Stochastic Processes / Edition 2

Stochastic Processes / Edition 2

2.0 1
by Sheldon M. Ross
     
 

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ISBN-10: 0471120626

ISBN-13: 9780471120629

Pub. Date: 02/28/1995

Publisher: Wiley

A nonmeasure theoretic introduction to stochastic processes. Considers its diverse range of applications and provides readers with probabilistic intuition and insight in thinking about problems. This revised edition contains additional material on compound Poisson random variables including an identity which can be used to efficiently compute moments; a new chapter

Overview

A nonmeasure theoretic introduction to stochastic processes. Considers its diverse range of applications and provides readers with probabilistic intuition and insight in thinking about problems. This revised edition contains additional material on compound Poisson random variables including an identity which can be used to efficiently compute moments; a new chapter on Poisson approximations; and coverage of the mean time spent in transient states as well as examples relating to the Gibb's sampler, the Metropolis algorithm and mean cover time in star graphs. Numerous exercises and problems have been added throughout the text.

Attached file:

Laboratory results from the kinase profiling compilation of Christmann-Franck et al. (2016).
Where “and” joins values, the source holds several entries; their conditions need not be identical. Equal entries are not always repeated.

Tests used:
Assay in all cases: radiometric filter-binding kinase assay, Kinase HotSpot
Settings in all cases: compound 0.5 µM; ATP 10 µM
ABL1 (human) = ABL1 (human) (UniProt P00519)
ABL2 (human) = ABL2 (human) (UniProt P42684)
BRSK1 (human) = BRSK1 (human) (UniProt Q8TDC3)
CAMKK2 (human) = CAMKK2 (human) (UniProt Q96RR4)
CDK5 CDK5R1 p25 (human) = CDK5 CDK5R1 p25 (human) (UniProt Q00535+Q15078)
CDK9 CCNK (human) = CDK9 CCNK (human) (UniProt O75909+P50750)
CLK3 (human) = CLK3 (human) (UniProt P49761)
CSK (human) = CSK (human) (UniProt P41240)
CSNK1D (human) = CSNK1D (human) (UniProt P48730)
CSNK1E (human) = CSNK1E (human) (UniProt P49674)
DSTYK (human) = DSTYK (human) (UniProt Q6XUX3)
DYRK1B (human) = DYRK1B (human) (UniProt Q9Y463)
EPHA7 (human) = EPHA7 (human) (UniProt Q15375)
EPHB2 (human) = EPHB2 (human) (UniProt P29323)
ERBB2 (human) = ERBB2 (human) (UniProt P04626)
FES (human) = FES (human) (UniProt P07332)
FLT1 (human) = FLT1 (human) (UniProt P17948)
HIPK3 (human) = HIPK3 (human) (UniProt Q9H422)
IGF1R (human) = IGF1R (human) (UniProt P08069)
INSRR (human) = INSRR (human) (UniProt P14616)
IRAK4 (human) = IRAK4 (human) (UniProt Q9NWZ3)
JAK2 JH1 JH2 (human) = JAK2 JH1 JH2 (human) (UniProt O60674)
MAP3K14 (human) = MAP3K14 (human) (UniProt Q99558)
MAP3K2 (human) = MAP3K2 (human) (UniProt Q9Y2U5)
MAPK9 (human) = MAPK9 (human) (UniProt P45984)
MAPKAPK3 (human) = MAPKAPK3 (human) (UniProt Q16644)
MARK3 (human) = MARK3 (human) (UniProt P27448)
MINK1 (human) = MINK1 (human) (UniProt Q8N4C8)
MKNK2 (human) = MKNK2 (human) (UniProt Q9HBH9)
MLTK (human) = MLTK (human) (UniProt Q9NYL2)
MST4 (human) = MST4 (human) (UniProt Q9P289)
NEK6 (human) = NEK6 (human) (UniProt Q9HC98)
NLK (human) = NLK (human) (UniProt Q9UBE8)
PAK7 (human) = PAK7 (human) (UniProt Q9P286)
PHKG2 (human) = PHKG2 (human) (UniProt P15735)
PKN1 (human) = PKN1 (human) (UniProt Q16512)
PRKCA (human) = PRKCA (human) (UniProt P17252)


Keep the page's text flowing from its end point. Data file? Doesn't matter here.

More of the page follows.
Product Details

ISBN-13:
9780471120629
Publisher:
Wiley
Publication date:
02/28/1995
Series:
Wiley Series in Probability and Statistics
Edition description:
REV
Pages:
528
Product dimensions:
6.48(w) x 9.39(h) x 1.17(d)

Related Subjects

Table of Contents

Preliminaries.

The Poisson Process.

Renewal Theory.

Markov Chains.

Continuous-Time Markov Chains.

Martingales.

Random Walks.

Brownian Motion and Other Markov Processes.

Stochastic Order Relations.

Poisson Approximations.

Answers and Solutions to Selected Problems.

Index.

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Stochastic Processes 2 out of 5 based on 0 ratings. 1 reviews.
Anonymous More than 1 year ago
I did not find the book to have the same clarity of examples and explanation as I did with Sheldon Ross' "A First Course in Probability," - which I thouroughly enjoyed and gave a high rating. During the course that I took, I found myself referencing Ross' Probability Models book (better for an introductory course), and Taylor and Karlin's, "An introduction to Stochastic Modeling." Taylor and Karlin's book was the best by a good margin, I would highly recommend it and I used it almost exclusively towards the end of the course that I took.